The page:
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Northern Ireland scraps 'divisive' league tables

English ministers are unmoved by Martin McGuinness's 'excellent precedent'. Karen Thornton reports

School league tables should be scrapped in England and Wales, following the example set this week by Northern Ireland, say teacher unions.

Tables will no longer be published in the province, after more than 1,000 consultation responses showed a 75 per cent majority opposed to them. Instead, schools will supply details of exam results directly to parents.

Martin McGuinness, Northern Ireland's education minister, said: "Many respondents felt the tables were divisive and failed to offer schools the opportunity to give parents a rounded picture.

"In future, schools will be able to set their performance in the context of information on the school as a whole. I am convinced that this decision is the right one for our schols and parents."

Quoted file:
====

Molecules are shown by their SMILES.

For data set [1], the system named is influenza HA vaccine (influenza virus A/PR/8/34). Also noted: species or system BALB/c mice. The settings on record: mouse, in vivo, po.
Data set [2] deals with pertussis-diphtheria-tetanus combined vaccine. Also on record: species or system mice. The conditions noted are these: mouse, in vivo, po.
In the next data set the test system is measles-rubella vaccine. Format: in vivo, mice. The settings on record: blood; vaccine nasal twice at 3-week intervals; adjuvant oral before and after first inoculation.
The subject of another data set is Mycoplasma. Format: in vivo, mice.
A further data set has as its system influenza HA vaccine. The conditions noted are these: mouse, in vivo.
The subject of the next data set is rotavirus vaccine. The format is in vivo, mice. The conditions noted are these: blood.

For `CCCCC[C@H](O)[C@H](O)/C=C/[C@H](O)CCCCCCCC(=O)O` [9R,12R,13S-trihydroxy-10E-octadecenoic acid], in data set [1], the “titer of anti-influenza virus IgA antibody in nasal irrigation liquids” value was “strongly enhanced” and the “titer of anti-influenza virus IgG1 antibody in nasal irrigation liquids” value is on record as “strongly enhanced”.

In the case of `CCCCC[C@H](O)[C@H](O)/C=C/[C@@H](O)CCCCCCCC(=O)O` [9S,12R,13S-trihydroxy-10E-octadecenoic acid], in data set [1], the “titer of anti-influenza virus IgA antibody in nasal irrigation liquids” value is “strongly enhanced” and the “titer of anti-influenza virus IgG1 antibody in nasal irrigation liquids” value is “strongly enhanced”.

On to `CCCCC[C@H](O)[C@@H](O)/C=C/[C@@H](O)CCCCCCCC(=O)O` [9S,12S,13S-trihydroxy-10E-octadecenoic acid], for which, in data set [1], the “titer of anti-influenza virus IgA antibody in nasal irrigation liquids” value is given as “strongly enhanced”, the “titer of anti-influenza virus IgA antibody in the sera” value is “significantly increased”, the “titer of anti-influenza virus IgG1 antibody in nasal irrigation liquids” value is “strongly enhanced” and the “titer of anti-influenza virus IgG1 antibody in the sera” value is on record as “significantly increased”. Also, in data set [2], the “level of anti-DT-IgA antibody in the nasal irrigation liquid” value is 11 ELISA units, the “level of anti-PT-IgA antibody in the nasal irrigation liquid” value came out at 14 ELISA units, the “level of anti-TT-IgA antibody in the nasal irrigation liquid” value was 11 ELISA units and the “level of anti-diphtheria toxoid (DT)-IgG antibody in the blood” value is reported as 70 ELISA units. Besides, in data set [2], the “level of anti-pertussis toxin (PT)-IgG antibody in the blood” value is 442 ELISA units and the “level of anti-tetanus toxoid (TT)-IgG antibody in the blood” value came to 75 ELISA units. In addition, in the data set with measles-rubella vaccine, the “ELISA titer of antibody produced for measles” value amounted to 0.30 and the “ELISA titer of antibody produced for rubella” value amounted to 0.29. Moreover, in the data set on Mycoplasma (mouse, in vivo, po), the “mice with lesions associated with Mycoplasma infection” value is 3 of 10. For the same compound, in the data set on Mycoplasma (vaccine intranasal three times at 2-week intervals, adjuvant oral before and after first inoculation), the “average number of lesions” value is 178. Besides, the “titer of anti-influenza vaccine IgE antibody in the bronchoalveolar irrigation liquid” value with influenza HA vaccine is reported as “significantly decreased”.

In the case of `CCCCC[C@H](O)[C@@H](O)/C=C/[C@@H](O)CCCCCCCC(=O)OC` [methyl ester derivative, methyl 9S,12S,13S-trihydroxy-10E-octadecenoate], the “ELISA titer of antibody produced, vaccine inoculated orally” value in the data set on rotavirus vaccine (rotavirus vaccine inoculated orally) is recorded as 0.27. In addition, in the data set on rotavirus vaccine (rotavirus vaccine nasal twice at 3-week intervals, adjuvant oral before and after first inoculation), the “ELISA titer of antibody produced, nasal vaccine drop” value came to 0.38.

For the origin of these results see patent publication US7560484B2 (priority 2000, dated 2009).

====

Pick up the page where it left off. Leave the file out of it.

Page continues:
The province has published tables of results of key stage 2 tests and GCSEs since 1993, just like England and Wales. The move brings it in line with the Republic of Ireland, which has banned their publication.

Nigel de Gruchy, general secretary of the National Association of Schoolmasters Union of Women Teachers, said: "This sets an excellent precedent for the rest of the country. Standards of education in Northern Ireland have always been a bit above the rest of the UK, and I am sure they won't suffer as a consequence of this wise decision."

But a Department for Education and Employment spokesman said: "Ministers here are fully committed to the continued publication of tables as they provide valuable information for parents on performance, which is a central part of the standards agenda."

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